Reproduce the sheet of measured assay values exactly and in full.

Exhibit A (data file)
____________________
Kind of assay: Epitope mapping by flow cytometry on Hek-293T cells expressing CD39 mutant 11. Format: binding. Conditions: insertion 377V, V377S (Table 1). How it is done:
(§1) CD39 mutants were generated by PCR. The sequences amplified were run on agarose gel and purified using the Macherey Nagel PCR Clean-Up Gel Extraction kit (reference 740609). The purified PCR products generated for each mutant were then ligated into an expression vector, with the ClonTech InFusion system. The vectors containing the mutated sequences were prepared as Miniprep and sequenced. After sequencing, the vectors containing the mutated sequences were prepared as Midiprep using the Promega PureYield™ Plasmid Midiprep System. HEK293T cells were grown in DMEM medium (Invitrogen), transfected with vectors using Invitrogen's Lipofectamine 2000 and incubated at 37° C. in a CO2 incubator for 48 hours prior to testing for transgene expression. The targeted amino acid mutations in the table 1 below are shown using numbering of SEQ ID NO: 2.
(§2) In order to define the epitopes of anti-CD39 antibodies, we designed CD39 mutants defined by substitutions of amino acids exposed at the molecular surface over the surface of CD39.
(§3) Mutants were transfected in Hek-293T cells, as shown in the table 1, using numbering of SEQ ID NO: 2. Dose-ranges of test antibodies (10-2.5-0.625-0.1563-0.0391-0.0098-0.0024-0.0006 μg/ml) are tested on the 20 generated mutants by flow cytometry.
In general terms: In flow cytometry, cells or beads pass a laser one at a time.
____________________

Kind of assay: Epitope mapping by flow cytometry on Hek-293T cells expressing CD39 mutant 11. Format: binding. Conditions: insertion 377V, V377S (Table 1). How it is done:
(§1) CD39 mutants were generated by PCR. The sequences amplified were run on agarose gel and purified using the Macherey Nagel PCR Clean-Up Gel Extraction kit (reference 740609). The purified PCR products generated for each mutant were then ligated into an expression vector, with the ClonTech InFusion system. The vectors containing the mutated sequences were prepared as Miniprep and sequenced. After sequencing, the vectors containing the mutated sequences were prepared as Midiprep using the Promega PureYield™ Plasmid Midiprep System. HEK293T cells were grown in DMEM medium (Invitrogen), transfected with vectors using Invitrogen's Lipofectamine 2000 and incubated at 37° C. in a CO2 incubator for 48 hours prior to testing for transgene expression. The targeted amino acid mutations in the table 1 below are shown using numbering of SEQ ID NO: 2.
(§2) In order to define the epitopes of anti-CD39 antibodies, we designed CD39 mutants defined by substitutions of amino acids exposed at the molecular surface over the surface of CD39.
(§3) Mutants were transfected in Hek-293T cells, as shown in the table 1, using numbering of SEQ ID NO: 2. Dose-ranges of test antibodies (10-2.5-0.625-0.1563-0.0391-0.0098-0.0024-0.0006 μg/ml) are tested on the 20 generated mutants by flow cytometry.
In general terms: In flow cytometry, cells or beads pass a laser one at a time.